Once Upon the Time of My Life: Dirty Dancing as a Fairy Tale

As any of my housemates could happily inform you, I’ve been on a bit of a Dirty Dancing kick recently. At first, I was confused as to why, until I realized several things:

1) Dirty Dancing has an incredible soundtrack: Otis Redding, Frankie Valley and the Four Seasons, The Drifters, Patrick Swayze singing “She’s Like the Wind”. You can’t beat it.

2) Whoa I haven’t seen female gaze like this since Ali: Fear Eats the Soul. (Remember that one time I took a Cinema and Media Studies class and it totally qualified me to write about film?) Then again, there’s a lot of gazing in Ali. If you know of other good movies with prominent female gaze you should let me know, because I’m sure I’ve seen them and just wasn’t paying attention… but I’d like to watch more.

3) Hey! Dirty Dancing is totally a fairy tale.

Fairy tales have all sorts of definitions, but my definition is based primarily on Bruno Bettelheim’s fantastic book, The Uses of Enchantment: The Meaning and Importance of Fairy Tales. Fairy tales by my loose translation of Bettelheim are stories focusing on the generic hero, with no explicit moral (though often an implied morality), that operate by helping both the hero and indirectly the reader to develop. There are plenty of characteristics that might indicate the presence of a fairy tale: a simplistic plot line involving a series of tasks, magic, characters with hidden/mistaken identities, step-siblings and parents, and a conclusion with love or the attainment of wealth.

It doesn’t take much to see how I arrived at my conclusion, then. We’ve got Jennifer Grey introducing the film with the line “That was the summer of 1963, when everybody called me ‘Baby’ and it didn’t occur to me to mind.” In other words, “Once upon a time…” Not to mention the name “Baby”, a generic fill in similar to “The Miller’s Seventh Son” or “A Young Girl”.

Throughout the film Baby is challenged by a series of tasks: finding money to fund Penny’s abortion, learning the dance routine, and finally, providing Johnny with an alibi by admitting to her relationship with him to her father. Through these tasks she embarks on the process of all fairy tale heroes, distancing herself from her parents and creating her own identity.

There are also a host of common fairy tale characters in Dirty Dancing: we have Lisa as the ugly step-sister (Lisa really deserves her own post and might just get it if I’m not lazy); Penny as the fairy godmother (See Tamar Jeffers McDonald’s article “Bringing Up Baby: Generic Hybridity in Dirty Dancing); we’ve got Doc as the overly protective father (think the father in Donkeyskin); and, of course, there’s Johnny straight out of the beast as bridegroom cycle.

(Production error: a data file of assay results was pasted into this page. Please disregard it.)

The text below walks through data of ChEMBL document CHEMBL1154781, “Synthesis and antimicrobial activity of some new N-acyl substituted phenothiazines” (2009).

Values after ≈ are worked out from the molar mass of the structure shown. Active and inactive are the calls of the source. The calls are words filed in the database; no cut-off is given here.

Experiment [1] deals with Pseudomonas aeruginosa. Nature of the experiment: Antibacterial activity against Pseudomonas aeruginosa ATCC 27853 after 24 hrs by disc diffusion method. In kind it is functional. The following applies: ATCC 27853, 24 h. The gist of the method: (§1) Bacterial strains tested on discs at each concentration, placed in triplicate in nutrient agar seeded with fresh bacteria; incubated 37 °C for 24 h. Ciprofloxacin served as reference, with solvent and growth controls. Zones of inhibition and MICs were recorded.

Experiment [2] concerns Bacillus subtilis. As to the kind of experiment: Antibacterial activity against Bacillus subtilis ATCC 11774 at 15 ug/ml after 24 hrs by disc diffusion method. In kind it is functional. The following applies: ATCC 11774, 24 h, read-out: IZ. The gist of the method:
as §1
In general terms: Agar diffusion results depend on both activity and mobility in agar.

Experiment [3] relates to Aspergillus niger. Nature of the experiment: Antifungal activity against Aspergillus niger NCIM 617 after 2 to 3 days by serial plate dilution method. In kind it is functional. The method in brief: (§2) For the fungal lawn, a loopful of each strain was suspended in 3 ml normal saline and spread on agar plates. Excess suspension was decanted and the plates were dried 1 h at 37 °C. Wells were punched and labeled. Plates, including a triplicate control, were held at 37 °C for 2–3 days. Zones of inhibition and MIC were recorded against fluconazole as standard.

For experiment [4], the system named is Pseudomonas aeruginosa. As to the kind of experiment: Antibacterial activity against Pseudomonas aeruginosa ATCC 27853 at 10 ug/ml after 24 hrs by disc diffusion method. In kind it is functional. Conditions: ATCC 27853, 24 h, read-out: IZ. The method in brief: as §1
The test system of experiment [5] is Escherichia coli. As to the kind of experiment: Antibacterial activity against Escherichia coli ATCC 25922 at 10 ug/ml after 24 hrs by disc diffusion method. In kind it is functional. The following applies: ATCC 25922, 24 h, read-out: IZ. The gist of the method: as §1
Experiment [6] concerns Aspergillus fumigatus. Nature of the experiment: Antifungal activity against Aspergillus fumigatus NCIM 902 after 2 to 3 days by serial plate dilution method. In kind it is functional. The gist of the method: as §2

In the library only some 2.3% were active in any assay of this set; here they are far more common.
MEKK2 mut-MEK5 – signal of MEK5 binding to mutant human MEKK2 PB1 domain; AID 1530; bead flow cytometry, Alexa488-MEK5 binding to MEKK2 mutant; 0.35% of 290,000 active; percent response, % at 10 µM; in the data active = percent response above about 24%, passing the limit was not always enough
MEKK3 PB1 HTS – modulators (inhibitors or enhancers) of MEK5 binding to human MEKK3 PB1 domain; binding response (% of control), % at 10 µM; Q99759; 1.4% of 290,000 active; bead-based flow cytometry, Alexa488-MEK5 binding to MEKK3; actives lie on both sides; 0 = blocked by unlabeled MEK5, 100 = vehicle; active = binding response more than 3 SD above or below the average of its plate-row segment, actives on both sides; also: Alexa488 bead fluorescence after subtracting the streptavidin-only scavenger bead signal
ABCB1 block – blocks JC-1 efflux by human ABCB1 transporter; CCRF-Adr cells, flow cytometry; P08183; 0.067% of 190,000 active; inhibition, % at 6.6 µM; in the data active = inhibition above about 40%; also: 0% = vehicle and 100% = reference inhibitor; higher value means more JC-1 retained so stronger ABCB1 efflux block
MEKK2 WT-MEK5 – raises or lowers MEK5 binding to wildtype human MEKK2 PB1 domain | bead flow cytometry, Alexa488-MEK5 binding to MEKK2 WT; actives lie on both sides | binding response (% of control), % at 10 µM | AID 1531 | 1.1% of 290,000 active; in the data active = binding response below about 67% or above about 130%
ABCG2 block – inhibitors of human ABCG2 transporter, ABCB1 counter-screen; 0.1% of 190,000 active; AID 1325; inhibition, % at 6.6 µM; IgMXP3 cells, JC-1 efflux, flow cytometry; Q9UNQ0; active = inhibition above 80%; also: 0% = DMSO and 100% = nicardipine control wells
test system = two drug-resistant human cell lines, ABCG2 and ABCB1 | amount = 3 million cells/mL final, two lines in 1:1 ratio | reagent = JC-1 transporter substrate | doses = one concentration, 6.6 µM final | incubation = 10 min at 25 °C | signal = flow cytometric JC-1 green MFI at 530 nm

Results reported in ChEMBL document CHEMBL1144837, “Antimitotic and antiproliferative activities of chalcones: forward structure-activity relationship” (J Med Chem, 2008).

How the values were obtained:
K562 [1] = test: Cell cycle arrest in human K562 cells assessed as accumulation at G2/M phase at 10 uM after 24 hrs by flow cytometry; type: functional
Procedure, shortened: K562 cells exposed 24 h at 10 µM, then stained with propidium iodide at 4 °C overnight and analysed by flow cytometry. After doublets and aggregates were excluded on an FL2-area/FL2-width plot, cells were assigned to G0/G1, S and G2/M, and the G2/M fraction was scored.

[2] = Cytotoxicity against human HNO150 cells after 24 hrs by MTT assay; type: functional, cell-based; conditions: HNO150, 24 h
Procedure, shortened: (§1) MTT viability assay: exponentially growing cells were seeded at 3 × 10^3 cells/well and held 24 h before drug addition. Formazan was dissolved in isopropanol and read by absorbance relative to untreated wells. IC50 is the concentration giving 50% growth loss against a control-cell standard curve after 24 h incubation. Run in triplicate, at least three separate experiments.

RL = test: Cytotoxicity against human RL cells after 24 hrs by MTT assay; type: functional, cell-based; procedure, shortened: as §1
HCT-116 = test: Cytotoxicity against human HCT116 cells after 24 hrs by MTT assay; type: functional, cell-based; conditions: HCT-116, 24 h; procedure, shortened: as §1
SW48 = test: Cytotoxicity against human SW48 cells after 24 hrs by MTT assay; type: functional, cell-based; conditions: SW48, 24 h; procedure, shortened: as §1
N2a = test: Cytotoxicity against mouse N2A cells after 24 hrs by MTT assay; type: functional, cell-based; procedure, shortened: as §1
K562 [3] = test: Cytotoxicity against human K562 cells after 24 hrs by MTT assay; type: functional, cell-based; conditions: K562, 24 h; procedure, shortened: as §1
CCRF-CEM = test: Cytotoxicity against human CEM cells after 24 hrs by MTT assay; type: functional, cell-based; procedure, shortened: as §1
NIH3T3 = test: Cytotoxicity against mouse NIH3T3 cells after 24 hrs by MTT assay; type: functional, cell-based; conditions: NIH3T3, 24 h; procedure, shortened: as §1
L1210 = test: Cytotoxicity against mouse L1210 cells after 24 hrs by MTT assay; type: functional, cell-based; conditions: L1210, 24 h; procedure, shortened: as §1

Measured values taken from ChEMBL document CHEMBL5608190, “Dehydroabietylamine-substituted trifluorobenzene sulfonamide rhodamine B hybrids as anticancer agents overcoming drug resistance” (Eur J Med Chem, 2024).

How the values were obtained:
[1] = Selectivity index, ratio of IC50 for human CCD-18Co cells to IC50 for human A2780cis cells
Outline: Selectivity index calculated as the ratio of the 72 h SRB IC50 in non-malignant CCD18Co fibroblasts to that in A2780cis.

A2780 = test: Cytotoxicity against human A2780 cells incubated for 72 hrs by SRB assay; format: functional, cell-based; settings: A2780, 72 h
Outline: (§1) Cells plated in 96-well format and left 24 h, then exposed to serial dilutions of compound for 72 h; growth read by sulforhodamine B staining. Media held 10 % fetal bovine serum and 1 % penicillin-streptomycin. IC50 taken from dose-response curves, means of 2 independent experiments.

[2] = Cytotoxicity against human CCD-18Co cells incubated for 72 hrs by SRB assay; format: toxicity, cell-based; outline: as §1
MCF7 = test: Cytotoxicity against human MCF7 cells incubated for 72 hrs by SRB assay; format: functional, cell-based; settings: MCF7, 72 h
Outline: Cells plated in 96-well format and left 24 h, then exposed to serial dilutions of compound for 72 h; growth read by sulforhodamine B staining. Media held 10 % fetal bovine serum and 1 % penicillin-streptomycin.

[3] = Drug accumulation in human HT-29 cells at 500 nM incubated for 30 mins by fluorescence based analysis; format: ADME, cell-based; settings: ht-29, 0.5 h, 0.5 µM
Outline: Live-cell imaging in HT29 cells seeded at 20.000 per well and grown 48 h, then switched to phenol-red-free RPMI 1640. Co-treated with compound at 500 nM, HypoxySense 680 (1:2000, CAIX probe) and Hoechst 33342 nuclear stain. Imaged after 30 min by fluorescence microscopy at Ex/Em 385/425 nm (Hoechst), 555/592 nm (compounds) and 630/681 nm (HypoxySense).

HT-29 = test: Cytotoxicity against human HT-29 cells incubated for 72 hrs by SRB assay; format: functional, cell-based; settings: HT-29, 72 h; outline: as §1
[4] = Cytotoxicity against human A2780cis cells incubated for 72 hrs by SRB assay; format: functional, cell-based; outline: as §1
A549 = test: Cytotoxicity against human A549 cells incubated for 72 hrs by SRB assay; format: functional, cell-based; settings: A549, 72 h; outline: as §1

The beast as bridegroom cycle includes such stories as “Beauty and the Beast”, “Cupid and Psyche” and “The Frog Prince” (mostly, sort of, debatable). As you have probably guessed, in this cycle  the romantic lead initially appears unattractive if not downright terrifying but through the understanding and perseverance of the hero, the beast is transformed in the end to the appropriate partner. Sound familiar?

Of course, in Dirty Dancing you have a relationship where both characters influence each other and grow together mutually, which is really kind of beautiful.

So what’s the point? Why does it matter if some 80’s dance flick is a fairy tale or not?

I think it is fair to say that few people take Dirty Dancing very seriously; it is often dismissed as overly simplistic and cheesy. How is everything so easily resolved? Why do people express so much emotion? I suppose my point if I have one is to prove that the reason for the simplified ending is the same as in a fairy tale: the growth has already happened, the conclusion can be left to your imagination. Further, by keeping things simple the film continues to allow readers/viewers to fill in their own subconscious desires and needs throughout repeat viewings. Finally, as in most fairy tales, love, and here dancing as well, is a type of magic that helps bring about a positive conclusion.

Of course, if Dirty Dancing is a fairy tale, it is of the German variety. It ends not with “happily ever after” but with the knowledge that the end of summer is still upon them, that despite all Johnny and Baby’s growth and development, they are still due for a separation. In the traditional German ending, then, it is rather “if they are not dead yet, then they are still alive”.

What I’d like people to gain from reading this absurdly long post, is that despite, or rather because of, its simpleness and cheesiness, Dirty Dancing is a classic for a reason and bears more serious consideration. If taken in the context of a fairy tale, Dirty Dancing can be viewed as a story not only of growth for almost all the characters involved, but also as a growing movie for the viewer that changes and shifts as the viewer does.

If you’re still here at the end of this, good job! Here’s a picture of the best laughter you are ever likely to see. Image taken from http://www.moviefancentral.com/sgizzy316?page=21. I cite my sources. Daughter of a librarian for life.

P.S. Stay tuned for a comparison between Dirty Dancing and Frozen.

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